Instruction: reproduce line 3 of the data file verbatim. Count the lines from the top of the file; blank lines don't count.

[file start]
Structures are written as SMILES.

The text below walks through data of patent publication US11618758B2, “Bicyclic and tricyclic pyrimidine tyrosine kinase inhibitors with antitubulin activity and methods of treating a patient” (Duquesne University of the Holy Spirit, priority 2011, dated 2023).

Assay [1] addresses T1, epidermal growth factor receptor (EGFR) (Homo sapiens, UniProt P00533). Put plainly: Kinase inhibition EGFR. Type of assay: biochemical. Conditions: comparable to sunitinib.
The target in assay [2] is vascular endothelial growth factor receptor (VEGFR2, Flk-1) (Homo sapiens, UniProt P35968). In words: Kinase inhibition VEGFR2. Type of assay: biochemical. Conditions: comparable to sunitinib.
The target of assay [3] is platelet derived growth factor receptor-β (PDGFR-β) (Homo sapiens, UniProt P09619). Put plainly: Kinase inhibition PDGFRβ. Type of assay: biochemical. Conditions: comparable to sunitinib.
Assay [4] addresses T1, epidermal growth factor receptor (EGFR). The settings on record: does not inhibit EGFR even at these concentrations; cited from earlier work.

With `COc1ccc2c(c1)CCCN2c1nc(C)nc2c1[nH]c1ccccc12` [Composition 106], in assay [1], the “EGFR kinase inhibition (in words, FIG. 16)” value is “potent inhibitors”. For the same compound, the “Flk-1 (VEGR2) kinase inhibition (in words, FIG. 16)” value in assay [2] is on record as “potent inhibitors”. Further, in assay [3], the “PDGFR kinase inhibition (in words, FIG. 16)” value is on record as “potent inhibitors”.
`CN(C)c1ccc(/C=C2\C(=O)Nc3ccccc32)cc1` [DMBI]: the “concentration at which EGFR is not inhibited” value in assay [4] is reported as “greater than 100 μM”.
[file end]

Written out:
Assay [1] addresses T1, epidermal growth factor receptor (EGFR) (Homo sapiens, UniProt P00533). Put plainly: Kinase inhibition EGFR. Type of assay: biochemical. Conditions: comparable to sunitinib.